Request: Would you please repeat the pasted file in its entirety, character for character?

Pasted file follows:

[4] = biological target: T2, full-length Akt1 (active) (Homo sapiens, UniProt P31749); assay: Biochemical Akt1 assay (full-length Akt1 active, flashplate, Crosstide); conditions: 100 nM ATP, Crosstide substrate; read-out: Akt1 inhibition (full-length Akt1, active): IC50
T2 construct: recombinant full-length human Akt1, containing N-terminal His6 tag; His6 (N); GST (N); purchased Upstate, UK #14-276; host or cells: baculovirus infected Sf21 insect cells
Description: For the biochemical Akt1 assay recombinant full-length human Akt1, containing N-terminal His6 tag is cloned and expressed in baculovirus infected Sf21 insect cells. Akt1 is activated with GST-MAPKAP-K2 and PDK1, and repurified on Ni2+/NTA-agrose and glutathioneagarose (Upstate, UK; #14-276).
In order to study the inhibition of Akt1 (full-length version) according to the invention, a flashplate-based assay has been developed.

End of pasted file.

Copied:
[4] = biological target: T2, full-length Akt1 (active) (Homo sapiens, UniProt P31749); assay: Biochemical Akt1 assay (full-length Akt1 active, flashplate, Crosstide); conditions: 100 nM ATP, Crosstide substrate; read-out: Akt1 inhibition (full-length Akt1, active): IC50
T2 construct: recombinant full-length human Akt1, containing N-terminal His6 tag; His6 (N); GST (N); purchased Upstate, UK #14-276; host or cells: baculovirus infected Sf21 insect cells
Description: For the biochemical Akt1 assay recombinant full-length human Akt1, containing N-terminal His6 tag is cloned and expressed in baculovirus infected Sf21 insect cells. Akt1 is activated with GST-MAPKAP-K2 and PDK1, and repurified on Ni2+/NTA-agrose and glutathioneagarose (Upstate, UK; #14-276).
In order to study the inhibition of Akt1 (full-length version) according to the invention, a flashplate-based assay has been developed.